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Free Software Foundation Endorses First Product Of 2020: A $59~79 USD 802.11n WiFi Card

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  • fguerraz
    replied
    Originally posted by brouhaha View Post
    Either of us could bloviate about our interpretations of the FCC regulations until we're blue in the face, but in the absence of FCC publications stating a clear position on open source drivers, the history of enforcement actions is the only definitive information.
    No, really, show me an example I'm very interested: name and provide documentary evidence for one chipset that allows you to change the power table for the DFS channels or disable radar avoidance, without reverse-engineering a closed source firmware/driver blob. I'll buy the device today and give you a public apology on this forum

    Leave a comment:


  • brouhaha
    replied
    Originally posted by fguerraz View Post

    That's just bad faith. Try to imagin how that would fly in court.
    It's not in any way bad faith. The FCC requires that an end user not be able to change the setting. Recompiling a driver isn't something an end user is expected to do. Many 802.11 chipset device drivers already ship as open source, and yet would easily allow someone who recompiles the drivers to operate outside the frequency or power limits, or disable radar avoidance. The FCC has not initiated enforcement actoins against any of the vendors selling those, but they have initiated enforcement actions against vendors selling products that allow an end user to do such things without recompiling a driver.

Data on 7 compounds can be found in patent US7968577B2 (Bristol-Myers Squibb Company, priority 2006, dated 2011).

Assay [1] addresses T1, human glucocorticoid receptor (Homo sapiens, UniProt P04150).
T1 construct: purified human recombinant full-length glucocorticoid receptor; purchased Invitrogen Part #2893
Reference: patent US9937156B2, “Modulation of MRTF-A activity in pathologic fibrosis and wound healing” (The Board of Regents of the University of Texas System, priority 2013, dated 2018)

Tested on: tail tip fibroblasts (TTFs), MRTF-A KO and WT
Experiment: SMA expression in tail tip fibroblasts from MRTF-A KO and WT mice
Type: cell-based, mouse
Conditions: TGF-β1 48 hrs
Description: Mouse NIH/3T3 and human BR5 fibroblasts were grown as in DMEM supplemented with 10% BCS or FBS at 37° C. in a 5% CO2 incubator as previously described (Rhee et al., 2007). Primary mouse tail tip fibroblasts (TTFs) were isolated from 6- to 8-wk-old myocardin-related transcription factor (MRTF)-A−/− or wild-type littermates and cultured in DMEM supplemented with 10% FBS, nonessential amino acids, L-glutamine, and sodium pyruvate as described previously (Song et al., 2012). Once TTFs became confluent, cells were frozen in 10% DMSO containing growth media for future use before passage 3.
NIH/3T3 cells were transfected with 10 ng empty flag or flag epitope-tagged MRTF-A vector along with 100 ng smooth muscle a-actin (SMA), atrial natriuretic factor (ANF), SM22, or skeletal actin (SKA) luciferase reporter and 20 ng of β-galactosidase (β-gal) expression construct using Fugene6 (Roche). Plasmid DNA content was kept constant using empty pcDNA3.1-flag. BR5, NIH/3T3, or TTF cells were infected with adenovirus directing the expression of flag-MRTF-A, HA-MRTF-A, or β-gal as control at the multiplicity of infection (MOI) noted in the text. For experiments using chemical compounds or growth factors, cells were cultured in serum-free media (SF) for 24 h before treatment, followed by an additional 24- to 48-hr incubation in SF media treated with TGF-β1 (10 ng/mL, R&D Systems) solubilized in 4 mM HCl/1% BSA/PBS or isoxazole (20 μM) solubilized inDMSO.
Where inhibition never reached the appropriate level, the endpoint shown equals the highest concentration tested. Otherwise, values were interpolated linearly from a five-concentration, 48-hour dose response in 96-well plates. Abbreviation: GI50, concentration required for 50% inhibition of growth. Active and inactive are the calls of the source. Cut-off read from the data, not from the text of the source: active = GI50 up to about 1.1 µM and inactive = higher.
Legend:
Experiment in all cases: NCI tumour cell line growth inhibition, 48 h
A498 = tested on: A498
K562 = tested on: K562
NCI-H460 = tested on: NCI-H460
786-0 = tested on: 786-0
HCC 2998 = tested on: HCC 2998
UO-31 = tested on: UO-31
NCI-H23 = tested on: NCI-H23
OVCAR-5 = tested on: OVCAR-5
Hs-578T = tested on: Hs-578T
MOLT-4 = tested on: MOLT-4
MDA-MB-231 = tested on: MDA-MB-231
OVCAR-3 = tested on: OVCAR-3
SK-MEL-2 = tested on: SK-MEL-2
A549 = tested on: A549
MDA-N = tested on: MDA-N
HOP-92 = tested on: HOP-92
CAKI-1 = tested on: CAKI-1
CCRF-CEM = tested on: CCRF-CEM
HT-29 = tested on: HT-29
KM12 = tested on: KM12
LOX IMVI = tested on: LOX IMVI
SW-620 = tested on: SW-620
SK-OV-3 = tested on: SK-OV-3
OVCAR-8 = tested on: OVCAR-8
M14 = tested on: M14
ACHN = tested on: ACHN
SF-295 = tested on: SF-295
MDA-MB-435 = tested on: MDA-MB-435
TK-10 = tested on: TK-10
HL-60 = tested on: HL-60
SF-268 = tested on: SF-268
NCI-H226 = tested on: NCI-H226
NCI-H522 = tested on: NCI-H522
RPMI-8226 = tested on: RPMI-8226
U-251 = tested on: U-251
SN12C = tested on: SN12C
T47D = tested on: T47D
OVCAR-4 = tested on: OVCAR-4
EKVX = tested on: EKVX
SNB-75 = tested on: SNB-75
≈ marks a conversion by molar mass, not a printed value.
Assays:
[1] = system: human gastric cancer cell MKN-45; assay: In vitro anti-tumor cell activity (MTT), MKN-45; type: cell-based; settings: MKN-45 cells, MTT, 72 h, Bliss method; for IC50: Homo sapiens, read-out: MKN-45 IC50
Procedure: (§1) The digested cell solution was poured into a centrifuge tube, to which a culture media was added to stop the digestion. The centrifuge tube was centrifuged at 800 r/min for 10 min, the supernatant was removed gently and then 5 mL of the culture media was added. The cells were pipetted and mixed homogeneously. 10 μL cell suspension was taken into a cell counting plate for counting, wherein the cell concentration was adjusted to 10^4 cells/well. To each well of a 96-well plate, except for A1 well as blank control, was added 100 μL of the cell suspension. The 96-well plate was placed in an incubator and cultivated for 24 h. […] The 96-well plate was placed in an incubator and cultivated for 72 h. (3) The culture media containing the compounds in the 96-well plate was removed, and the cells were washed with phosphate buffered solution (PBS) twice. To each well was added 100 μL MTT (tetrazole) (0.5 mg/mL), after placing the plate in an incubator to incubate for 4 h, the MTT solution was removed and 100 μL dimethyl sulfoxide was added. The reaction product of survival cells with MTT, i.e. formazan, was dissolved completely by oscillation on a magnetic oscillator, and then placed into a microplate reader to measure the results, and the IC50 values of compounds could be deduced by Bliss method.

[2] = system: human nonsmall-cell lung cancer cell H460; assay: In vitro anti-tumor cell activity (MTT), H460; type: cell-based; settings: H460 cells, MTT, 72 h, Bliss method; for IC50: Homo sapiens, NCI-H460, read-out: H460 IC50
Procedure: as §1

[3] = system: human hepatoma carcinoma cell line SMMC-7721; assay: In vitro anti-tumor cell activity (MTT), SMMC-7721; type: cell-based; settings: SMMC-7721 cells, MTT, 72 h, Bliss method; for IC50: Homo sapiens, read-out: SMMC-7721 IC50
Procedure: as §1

Either of us could bloviate about our interpretations of the FCC regulations until we're blue in the face, but in the absence of FCC publications stating a clear position on open source drivers, the history of enforcement actions is the only definitive information.

    Leave a comment:


  • aht0
    replied
    EEPROM on Atheros "n" cards can be re-written without soldering. I believe AR9462 are first ones where it's impossible due OTP EEPROM.

    Meaning, something like AR928x can be messed with a lot, see hackintosh forums for modifying hw id.

    Leave a comment:


  • fguerraz
    replied
    Originally posted by brouhaha View Post

    Not a single requirement or suggestion in that dcoument precludes the vendor providing source code for a driver. Obviously the vendor may choose not to do so, but that's not because it is mandated by the FCC.
    That's just bad faith. Try to imagin how that would fly in court.

    Leave a comment:


  • andyprough
    replied
    Originally posted by pal666 View Post
    i didn't say "different card on same chipset", i said "same card under different brand"
    That is literally the problem - buy the "same card" for $15 on ebay, and it still fails on a librebooted Thinkpad. Buy it again and again and hope for a lucky winner. There are small differences in version numbers that will leave you stuck with a worthless card. That's why a $60 price tag is not outrageous, if you could guarantee it would work the first time and every time.